Chapter 10 : New Cultivation Strategies for Terrestrial Microorganisms

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Soils are populated by microbial cells from all three domains of life: , , and . Cultivation of soil bacteria that may display the characteristics of true soil K-strategists can now be carried out routinely, albeit with some effort, and future comparisons with the better-known r-strategists will reveal any underlying physiological and genetic bases for these ecological strategies in soil bacteria. This chapter reviews some of the factors that allow successful isolation of a wider phylogenetic representation of soil bacteria than has traditionally been thought to be possible. Addition of cAMP to media results in significant increase in the cultivation efficiency of marine and freshwater bacteria but did not have an effect on the overall culturability of soil bacteria. Microorganisms can interact in a positive, neutral, or negative manner, and denser inocula can increase the likelihood of these interactions, and so potentially increase or decrease culturability. Some soil bacteria isolated in liquid media grow as colonies on the surfaces of glass tubes in which they are cultured, and do not disperse into liquid culture, and soil myxobacteria often grow on the solid surfaces of culture vessels when grown in liquid culture. The size of the inoculum is an important consideration when attempting to isolate soil bacteria.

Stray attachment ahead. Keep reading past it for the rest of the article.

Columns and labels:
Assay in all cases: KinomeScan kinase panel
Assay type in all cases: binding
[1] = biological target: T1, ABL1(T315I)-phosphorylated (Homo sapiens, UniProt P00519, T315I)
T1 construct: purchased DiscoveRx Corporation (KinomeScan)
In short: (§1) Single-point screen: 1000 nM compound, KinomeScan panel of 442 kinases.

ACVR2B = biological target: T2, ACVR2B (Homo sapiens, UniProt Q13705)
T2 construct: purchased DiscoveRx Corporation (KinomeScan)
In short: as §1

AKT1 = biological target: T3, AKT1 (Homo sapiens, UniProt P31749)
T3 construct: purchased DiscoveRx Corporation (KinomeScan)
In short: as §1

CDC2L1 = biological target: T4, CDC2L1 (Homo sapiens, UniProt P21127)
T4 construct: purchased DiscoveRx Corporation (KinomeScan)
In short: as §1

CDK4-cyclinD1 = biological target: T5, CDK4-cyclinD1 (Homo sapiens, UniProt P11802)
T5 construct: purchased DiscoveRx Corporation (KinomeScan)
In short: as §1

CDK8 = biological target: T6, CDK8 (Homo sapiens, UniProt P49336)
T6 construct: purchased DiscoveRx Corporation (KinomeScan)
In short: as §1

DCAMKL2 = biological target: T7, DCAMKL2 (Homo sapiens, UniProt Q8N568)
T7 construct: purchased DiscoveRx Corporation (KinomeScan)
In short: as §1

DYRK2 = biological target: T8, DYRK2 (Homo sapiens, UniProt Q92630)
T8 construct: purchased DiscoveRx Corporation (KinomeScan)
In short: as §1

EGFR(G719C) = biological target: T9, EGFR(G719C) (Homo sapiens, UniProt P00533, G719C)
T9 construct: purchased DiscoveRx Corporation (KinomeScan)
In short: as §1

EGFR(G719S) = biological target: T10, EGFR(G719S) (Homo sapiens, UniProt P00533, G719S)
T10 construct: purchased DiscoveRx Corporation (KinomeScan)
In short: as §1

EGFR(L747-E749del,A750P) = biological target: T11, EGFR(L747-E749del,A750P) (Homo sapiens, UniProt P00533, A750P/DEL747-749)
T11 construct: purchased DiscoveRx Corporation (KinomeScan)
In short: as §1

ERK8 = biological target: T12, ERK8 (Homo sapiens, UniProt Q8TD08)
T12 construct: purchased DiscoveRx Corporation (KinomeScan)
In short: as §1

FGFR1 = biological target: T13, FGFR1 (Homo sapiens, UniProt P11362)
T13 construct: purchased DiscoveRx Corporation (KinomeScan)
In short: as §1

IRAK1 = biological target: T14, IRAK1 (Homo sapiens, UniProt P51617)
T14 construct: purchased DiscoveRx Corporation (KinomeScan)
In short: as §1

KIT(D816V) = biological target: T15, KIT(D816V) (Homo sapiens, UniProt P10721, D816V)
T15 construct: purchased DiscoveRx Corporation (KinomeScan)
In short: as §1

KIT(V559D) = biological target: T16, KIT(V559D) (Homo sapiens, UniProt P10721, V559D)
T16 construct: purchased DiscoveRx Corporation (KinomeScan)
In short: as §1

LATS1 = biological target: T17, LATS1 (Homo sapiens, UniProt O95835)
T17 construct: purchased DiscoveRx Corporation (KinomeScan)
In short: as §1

Citation: Janssen P. 2008. New Cultivation Strategies for Terrestrial Microorganisms, p 173-192. In Zengler K (ed), Accessing Uncultivated Microorganisms. ASM Press, Washington, DC. doi: 10.1128/9781555815509.ch10

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Amounts of carbon, nitrogen, phosphorus, and sulfur required for colony formation by bacteria on plates

Citation: Janssen P. 2008. New Cultivation Strategies for Terrestrial Microorganisms, p 173-192. In Zengler K (ed), Accessing Uncultivated Microorganisms. ASM Press, Washington, DC. doi: 10.1128/9781555815509.ch10

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